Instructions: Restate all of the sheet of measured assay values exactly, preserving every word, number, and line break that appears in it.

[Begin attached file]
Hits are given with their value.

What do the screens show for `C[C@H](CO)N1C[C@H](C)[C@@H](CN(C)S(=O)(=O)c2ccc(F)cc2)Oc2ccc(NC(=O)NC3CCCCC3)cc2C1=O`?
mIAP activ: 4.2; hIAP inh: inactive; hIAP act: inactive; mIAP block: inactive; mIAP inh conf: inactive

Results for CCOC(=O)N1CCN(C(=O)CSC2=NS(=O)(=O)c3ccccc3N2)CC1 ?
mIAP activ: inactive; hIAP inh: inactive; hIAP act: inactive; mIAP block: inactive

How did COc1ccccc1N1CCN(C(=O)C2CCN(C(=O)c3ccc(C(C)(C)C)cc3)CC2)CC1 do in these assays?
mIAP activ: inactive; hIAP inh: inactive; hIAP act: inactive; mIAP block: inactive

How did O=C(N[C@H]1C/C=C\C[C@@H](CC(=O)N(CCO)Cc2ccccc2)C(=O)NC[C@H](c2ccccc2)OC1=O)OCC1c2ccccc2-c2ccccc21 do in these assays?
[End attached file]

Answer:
Hits are given with their value.

What do the screens show for `C[C@H](CO)N1C[C@H](C)[C@@H](CN(C)S(=O)(=O)c2ccc(F)cc2)Oc2ccc(NC(=O)NC3CCCCC3)cc2C1=O`?
mIAP activ: 4.2; hIAP inh: inactive; hIAP act: inactive; mIAP block: inactive; mIAP inh conf: inactive

Results for CCOC(=O)N1CCN(C(=O)CSC2=NS(=O)(=O)c3ccccc3N2)CC1 ?
mIAP activ: inactive; hIAP inh: inactive; hIAP act: inactive; mIAP block: inactive

How did COc1ccccc1N1CCN(C(=O)C2CCN(C(=O)c3ccc(C(C)(C)C)cc3)CC2)CC1 do in these assays?
mIAP activ: inactive; hIAP inh: inactive; hIAP act: inactive; mIAP block: inactive

How did O=C(N[C@H]1C/C=C\C[C@@H](CC(=O)N(CCO)Cc2ccccc2)C(=O)NC[C@H](c2ccccc2)OC1=O)OCC1c2ccccc2-c2ccccc21 do in these assays?